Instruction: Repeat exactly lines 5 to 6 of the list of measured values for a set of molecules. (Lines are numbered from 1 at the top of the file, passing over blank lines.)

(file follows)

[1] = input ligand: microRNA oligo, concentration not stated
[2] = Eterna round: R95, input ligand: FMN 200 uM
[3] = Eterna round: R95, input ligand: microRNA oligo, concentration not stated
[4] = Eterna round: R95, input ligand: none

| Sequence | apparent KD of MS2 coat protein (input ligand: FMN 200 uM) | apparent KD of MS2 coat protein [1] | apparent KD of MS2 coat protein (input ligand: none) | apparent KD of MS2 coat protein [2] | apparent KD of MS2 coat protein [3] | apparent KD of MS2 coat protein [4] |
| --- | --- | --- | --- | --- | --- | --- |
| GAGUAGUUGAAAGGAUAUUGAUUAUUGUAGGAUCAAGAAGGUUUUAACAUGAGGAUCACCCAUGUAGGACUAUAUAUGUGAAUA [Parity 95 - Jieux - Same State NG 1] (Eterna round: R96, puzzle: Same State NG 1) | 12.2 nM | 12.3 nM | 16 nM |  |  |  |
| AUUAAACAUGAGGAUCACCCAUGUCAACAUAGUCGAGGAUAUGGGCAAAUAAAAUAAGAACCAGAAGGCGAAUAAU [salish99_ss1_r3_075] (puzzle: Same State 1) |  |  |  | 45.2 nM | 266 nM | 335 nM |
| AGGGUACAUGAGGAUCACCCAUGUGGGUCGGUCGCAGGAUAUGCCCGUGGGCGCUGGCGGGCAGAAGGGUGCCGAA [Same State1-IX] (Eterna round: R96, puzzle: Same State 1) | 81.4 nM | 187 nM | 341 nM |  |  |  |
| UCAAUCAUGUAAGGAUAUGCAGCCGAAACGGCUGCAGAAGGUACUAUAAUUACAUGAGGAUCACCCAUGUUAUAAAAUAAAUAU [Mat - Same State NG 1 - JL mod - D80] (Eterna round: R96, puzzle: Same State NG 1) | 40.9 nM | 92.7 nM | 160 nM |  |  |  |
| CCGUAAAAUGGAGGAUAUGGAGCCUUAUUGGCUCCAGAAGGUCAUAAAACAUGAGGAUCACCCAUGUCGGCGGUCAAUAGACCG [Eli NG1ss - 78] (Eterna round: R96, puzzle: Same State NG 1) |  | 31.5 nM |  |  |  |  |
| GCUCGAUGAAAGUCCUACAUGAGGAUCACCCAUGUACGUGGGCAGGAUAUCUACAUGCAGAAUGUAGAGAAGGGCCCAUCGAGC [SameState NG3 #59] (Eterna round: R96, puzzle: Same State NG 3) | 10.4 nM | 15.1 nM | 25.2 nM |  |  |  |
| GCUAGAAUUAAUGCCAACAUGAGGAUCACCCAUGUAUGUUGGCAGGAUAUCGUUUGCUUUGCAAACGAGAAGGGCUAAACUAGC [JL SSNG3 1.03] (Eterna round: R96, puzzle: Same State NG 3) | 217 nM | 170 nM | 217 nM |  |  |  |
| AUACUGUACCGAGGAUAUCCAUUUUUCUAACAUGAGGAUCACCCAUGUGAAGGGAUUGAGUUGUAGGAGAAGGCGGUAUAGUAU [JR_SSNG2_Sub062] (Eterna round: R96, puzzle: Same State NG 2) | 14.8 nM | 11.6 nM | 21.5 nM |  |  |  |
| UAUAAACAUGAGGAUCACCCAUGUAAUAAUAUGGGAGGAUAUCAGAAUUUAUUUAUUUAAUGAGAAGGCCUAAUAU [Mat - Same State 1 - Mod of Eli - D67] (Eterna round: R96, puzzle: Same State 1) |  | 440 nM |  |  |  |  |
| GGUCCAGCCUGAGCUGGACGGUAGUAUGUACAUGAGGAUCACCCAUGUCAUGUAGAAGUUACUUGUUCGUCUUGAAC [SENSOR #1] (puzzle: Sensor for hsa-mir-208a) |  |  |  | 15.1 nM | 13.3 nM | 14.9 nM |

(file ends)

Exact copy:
| Sequence | apparent KD of MS2 coat protein (input ligand: FMN 200 uM) | apparent KD of MS2 coat protein [1] | apparent KD of MS2 coat protein (input ligand: none) | apparent KD of MS2 coat protein [2] | apparent KD of MS2 coat protein [3] | apparent KD of MS2 coat protein [4] |
| --- | --- | --- | --- | --- | --- | --- |